Refusing to deign to "lesson" her on her unacceptable love of everything, he instead "gave commands" to have her killed. The duke then ends his story and asks the envoy to rise and accompany him back to the count, the father of the duke's impending bride and the envoy's employer. He mentions that he expects a high dowry, though he is happy enough with the daughter herself. He insists that the envoy walk with him "together" — a lapse of the usual social expectation, where the higher ranked person would walk separately — and on their descent he points out a bronze bust of the god Neptune in his collection.
It engages the reader on a number of levels — historical, psychological, ironic, theatrical, and more.
The most engaging element of the poem is probably the speaker himself, the duke. Objectively, it's easy to identify him as a monster, since he had his wife murdered for what comes across as fairly innocuous crimes. And yet he is impressively charming, both in his use of language and his affable address. The ironic disconnect that colors most of Browning's monologues is particularly strong here. A remarkably amoral man nevertheless has a lovely sense of beauty and of how to engage his listener. In fact, the duke's excessive demand for control ultimately comes across as his most defining characteristic.
The obvious manifestation of this is the murder of his wife. Her crime is barely presented as sexual; even though he does admit that other men could draw her "blush," he also mentions several natural phenomena that inspired her favor.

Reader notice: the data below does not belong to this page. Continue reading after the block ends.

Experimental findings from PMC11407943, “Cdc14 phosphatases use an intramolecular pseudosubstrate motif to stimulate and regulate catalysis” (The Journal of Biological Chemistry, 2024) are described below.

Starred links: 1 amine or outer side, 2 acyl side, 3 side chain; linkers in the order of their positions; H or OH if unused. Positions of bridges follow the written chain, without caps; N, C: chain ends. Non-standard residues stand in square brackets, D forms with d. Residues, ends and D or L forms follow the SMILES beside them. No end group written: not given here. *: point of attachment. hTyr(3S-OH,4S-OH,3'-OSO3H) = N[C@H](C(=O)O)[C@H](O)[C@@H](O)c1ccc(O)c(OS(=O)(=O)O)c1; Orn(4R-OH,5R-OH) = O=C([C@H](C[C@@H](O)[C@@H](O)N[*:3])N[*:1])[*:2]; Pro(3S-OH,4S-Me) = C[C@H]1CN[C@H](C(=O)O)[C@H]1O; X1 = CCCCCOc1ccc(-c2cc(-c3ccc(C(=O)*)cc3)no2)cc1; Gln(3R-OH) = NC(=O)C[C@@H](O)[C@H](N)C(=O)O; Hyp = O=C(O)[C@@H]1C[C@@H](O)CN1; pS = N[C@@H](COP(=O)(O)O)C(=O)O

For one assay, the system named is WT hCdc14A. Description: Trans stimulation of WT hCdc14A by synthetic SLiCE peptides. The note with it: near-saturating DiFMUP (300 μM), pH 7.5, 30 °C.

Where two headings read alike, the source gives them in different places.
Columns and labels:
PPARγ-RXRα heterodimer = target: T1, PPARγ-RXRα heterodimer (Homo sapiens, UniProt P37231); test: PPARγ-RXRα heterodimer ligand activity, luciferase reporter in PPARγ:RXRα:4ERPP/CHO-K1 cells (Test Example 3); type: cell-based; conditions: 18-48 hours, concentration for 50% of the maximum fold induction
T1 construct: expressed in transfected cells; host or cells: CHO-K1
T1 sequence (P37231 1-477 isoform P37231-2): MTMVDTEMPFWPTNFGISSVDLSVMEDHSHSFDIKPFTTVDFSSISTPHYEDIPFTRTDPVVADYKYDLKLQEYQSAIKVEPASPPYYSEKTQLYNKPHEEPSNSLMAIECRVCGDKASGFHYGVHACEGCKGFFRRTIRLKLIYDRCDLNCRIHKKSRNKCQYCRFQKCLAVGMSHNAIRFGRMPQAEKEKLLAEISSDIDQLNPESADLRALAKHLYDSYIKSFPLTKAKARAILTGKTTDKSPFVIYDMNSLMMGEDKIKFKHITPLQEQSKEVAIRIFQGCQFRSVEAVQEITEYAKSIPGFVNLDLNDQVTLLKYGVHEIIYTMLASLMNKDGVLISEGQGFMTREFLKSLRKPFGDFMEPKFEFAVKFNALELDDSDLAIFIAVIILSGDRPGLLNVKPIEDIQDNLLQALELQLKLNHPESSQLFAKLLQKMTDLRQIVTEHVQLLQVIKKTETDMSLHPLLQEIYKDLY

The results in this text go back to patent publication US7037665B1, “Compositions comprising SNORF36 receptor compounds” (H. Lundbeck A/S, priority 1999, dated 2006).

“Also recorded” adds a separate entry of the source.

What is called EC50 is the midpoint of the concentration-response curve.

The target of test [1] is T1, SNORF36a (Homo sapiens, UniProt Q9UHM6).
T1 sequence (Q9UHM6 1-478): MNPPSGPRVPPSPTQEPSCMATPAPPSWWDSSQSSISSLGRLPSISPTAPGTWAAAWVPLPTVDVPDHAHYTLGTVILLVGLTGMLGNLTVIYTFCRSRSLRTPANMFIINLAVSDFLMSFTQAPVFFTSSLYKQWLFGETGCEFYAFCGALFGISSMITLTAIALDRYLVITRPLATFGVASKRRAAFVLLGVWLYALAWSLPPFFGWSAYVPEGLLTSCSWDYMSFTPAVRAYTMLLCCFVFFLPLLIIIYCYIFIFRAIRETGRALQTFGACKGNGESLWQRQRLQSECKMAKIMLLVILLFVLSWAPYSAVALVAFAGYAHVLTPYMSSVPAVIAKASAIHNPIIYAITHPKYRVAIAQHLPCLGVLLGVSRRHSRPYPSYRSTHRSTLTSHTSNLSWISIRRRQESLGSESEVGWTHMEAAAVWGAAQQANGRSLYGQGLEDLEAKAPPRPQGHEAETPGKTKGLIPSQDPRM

The Power of the Duke in "My Last Duchess"
And yet he was driven to murder by her refusal to save her happy glances solely for him. This demand for control is also reflected in his relationship with the envoy. The entire poem has a precisely controlled theatrical flair, from the unveiling of the curtain that is implied to precede the opening, to the way he slowly reveals the details of his tale, to his assuming of the envoy's interest in the tale "strangers like you…. The envoy is his audience much as we are Browning's, and the duke exerts a similar control over his story that Browning uses in crafting the ironic disconnect.
In terms of meter, Browning represents the duke's incessant control of story by using a regular meter but also enjambment where the phrases do not end at the close of a line.
The Power of the Duke in "My Last Duchess"
The enjambment works against the otherwise orderly meter to remind us that the duke will control his world, including the rhyme scheme of his monologue. To some extent, the duke's amorality can be understood in terms of aristocracy. The poem was originally published with a companion poem under the title "Italy and France," and both attempted to explore the ironies of aristocratic honor.
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In this poem, loosely inspired by real events set in Renaissance Italy, the duke reveals himself not only as a model of culture but also as a monster of morality. Esther Lombardi is a veteran journalist who has written about literature, education, and technology. Updated March 25, Can you determine what the Duke is really saying to his future father-in-law? What do we learn about the personality of the Duchess?